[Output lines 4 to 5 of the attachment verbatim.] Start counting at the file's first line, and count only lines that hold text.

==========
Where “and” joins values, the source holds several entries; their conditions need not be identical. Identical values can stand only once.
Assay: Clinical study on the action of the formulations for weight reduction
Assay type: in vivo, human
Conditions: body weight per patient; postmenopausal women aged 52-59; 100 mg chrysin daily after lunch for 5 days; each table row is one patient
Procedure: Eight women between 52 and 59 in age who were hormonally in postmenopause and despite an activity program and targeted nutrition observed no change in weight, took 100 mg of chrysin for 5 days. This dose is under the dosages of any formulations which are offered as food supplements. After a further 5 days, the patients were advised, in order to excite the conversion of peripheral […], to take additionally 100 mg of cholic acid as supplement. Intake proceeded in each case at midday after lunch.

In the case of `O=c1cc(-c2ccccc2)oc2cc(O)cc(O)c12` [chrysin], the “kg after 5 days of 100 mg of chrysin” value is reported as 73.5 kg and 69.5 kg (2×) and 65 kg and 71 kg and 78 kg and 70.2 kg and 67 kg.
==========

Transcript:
Conditions: body weight per patient; postmenopausal women aged 52-59; 100 mg chrysin daily after lunch for 5 days; each table row is one patient
Procedure: Eight women between 52 and 59 in age who were hormonally in postmenopause and despite an activity program and targeted nutrition observed no change in weight, took 100 mg of chrysin for 5 days. This dose is under the dosages of any formulations which are offered as food supplements. After a further 5 days, the patients were advised, in order to excite the conversion of peripheral […], to take additionally 100 mg of cholic acid as supplement. Intake proceeded in each case at midday after lunch.